Jose Mourinho & Co. began their league campaign on a perfect note, that is, until Igor Tudor’s winless Hellas Verona side came along and inflicted the Giallorossi’s first competitive defeat of the new season on Matchday 4 of Serie A.
The Stadio Olimpico has long witnessed its arsenal of game-changers, both on and off the bench, charismatic individuals who have etched their heart into the ancient city with their passion and undying spirit. Examples include Francesco Totti, Bruno Conti, Cafu, Giacomo Losi, and managers such as Nils Liedholm, Fabio Capello, Luciano Spalletti and potentially the current Portuguese tactician.
The Main Man
The former Real Madrid manager has an assignment on his hands, which he himself terms as not the Mourinho project, not the Tiago Pinto project, but the “Roma project.”
Having arrived in the capital city in a surprising appointment by Dan and Ryan Friedkin, on the back of a disappointing spell at Tottenham, the ex-Inter coach has a gigantic challenge ahead of him. A challenge reminiscent of his early Porto days, although he is now backed by a much better financial outset.
The Special One has for most of his career been perceived as a second season master. He won the Champions League with Porto in his second spell, the treble with Inter in a similar manner and famously ousted Pep Guardiola’s Barcelona with Real Madrid garnering a record 100 league points in 2011/12.
His game management skills with no doubt take some time to catch up with Roma’s doctrine but his tactical prowess, technical versatility and two decades worth of experience is assured to do the Giallorossi more good than harm. It’s too early in the season to see any kind of Mourinho-esque philosophy being adorned in Roma’s playing style but from what we have witnessed so far, the team is a sufficient upgrade for contesting the league title, as they have proved so far.
Mourinho is undoubtedly a pedigree coach – someone who can be relied upon to deliver the results and Italy is familiar territory. He knows how it works in Serie A, having mastered the football here during his Nerazzurri days. Roma, however are a different bunch. The last title to arrive in the capital was more than a decade ago – the 2007/08 Coppa Italia – and the last Scudetto 21 seasons ago in the 2000/01 Serie A, under Fabio Capello.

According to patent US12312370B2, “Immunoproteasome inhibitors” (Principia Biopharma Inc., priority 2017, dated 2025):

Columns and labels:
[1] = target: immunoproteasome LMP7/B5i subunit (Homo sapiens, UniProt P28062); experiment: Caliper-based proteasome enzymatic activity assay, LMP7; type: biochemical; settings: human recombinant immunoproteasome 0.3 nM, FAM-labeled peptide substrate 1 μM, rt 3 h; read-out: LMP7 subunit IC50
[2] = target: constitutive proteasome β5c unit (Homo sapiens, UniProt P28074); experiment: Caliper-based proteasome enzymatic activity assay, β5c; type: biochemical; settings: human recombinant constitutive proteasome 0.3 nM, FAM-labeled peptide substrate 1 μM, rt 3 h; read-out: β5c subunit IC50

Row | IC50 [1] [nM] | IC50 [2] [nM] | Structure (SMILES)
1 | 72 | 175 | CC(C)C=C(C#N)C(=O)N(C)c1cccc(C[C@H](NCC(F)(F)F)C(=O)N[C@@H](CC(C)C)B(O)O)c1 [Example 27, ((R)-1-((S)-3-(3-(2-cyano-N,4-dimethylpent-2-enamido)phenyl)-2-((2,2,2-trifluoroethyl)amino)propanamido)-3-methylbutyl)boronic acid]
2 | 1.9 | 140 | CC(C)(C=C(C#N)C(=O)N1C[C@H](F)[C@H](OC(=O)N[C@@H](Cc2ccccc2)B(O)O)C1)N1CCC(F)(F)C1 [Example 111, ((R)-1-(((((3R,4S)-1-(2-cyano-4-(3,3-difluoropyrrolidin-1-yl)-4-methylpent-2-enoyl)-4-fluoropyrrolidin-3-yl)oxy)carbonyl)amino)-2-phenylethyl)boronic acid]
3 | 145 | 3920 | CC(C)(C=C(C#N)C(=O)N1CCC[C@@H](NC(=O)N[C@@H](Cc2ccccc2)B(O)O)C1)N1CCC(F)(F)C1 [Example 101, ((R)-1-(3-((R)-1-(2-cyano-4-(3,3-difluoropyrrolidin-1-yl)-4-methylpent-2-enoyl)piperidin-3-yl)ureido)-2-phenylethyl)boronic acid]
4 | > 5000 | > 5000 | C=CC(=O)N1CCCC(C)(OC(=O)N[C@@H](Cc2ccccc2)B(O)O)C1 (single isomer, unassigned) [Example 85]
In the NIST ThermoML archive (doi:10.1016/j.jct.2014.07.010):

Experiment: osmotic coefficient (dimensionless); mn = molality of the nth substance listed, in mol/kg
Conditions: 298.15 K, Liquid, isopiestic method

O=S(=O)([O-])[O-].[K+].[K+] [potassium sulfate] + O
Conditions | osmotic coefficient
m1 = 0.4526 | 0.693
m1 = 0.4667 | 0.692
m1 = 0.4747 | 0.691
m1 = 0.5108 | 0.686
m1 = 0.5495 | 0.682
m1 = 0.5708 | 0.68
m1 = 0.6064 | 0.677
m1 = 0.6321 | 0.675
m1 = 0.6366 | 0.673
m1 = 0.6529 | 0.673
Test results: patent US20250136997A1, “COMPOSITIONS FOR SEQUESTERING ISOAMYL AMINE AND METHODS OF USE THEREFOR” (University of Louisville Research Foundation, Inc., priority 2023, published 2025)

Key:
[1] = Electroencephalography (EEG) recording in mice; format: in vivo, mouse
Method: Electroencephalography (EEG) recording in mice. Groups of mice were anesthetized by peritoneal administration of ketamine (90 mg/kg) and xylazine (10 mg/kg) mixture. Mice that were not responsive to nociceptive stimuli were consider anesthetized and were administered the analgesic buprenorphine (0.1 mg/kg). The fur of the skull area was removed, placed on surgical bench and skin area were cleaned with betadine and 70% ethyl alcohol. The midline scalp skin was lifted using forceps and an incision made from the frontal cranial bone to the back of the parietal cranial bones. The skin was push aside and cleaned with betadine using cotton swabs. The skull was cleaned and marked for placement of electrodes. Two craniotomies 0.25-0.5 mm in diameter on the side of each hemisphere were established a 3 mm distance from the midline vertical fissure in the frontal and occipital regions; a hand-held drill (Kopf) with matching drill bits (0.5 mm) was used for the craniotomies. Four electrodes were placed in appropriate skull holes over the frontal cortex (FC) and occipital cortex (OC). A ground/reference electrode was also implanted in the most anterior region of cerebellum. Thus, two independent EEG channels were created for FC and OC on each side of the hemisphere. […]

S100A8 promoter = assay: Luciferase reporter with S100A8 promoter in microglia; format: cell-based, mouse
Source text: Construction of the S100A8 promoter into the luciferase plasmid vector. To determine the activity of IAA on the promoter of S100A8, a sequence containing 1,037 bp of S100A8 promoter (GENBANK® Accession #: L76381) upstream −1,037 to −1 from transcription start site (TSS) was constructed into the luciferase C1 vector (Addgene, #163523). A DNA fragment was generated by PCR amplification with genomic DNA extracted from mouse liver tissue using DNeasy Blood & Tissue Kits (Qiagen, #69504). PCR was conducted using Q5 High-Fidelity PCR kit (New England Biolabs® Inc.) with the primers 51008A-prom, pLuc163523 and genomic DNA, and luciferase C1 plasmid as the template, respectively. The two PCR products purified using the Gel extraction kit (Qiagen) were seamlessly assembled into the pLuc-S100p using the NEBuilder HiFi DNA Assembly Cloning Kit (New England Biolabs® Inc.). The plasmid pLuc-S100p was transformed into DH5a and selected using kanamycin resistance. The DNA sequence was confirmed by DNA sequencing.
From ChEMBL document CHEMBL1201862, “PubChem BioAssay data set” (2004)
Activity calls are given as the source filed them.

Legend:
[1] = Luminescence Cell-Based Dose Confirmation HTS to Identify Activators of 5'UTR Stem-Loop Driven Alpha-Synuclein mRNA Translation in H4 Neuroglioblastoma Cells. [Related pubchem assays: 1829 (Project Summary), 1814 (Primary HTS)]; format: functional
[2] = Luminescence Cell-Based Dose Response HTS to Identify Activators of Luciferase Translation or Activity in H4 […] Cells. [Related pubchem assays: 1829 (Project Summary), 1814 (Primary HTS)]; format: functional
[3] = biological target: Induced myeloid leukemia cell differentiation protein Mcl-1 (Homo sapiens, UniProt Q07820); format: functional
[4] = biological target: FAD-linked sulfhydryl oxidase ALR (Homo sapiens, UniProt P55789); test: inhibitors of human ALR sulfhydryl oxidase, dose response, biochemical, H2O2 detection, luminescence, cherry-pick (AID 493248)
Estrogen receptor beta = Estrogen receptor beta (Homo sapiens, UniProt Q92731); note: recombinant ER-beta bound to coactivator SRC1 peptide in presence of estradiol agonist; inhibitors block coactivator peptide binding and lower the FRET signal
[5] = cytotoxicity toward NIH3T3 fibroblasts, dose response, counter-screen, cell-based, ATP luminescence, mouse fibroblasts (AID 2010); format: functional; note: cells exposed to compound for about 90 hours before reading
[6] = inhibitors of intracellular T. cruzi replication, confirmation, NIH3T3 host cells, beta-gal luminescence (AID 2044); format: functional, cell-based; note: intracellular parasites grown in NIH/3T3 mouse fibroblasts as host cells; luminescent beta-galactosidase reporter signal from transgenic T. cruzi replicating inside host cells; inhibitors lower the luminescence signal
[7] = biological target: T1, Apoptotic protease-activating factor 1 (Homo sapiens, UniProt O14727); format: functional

Unlocking the Potential
With 31 players, including a host of worthy arrivals such as Tammy Abraham and Rui Patricio, Mourinho possesses a decent squad to upset the odds. The Portuguese has constantly utilised an attacking 4-2-3-1 formation for much of his career and that has continued into the current season. His Roma side have been a free-scoring outfit – averaging 3 goals in every competitive game so far.
Flexibility within the midfield four or five has always been one of his team’s trademarks – referring to his impeccable adaptability during his Porto stint wherein he employed a 4-4-2 diamond in tandem with the personality of the players at his disposal. At Roma, Bryan Cristante and Jordan Veretout form a creative shield infront of the defensive four, allowing Nicolo Zaniolo and Henrikh Mkhitaryan to operate on the wings, along with the versatile Lorenzo Pellegrini as a trequartista to feed Tammy Abraham in the final third. Perhaps, the defence is only aspect that is comparatively weak.
Roma have not encountered any major heavyweights so far, but one can foresee teams such as Milan, Lazio and Juventus struggling to uphold the Giallorossi’s tactical prowess and versatility. The team is already beginning to reap rewards of adopting to the formation intended by the coach, the same set up that rewarded him at Chelsea and Real Madrid.
Can Roma do it?
According to statistics provided by bookmakers, Roma are well behind Inter, Napoli, Milan and Atalanta for clinching only their third ever Scudetto title. However, few legends of the sport think otherwise.
Francesco Totti himself, who last lifted the Serie A title for Roma, said: “We have brought in the best coach in the world.”
Recently, Former Roma midfielder and Milan gaffer Carlo Ancelotti backed Mourinho against all odds to win the Scudetto.
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Roma is Mourinho’s chance at redemption, especially after inferior spells by his standards at Manchester United and Tottenham Hotspur. His stints at previous clubs have never been built on a long-term dynasty-like outlook, but rather from destroying and rebuilding teams. It’s safe to say that that the club is still under development and it would be quite some time before we see a well-gelled Roma machine go all the way to lift the Scudetto – this season perhaps.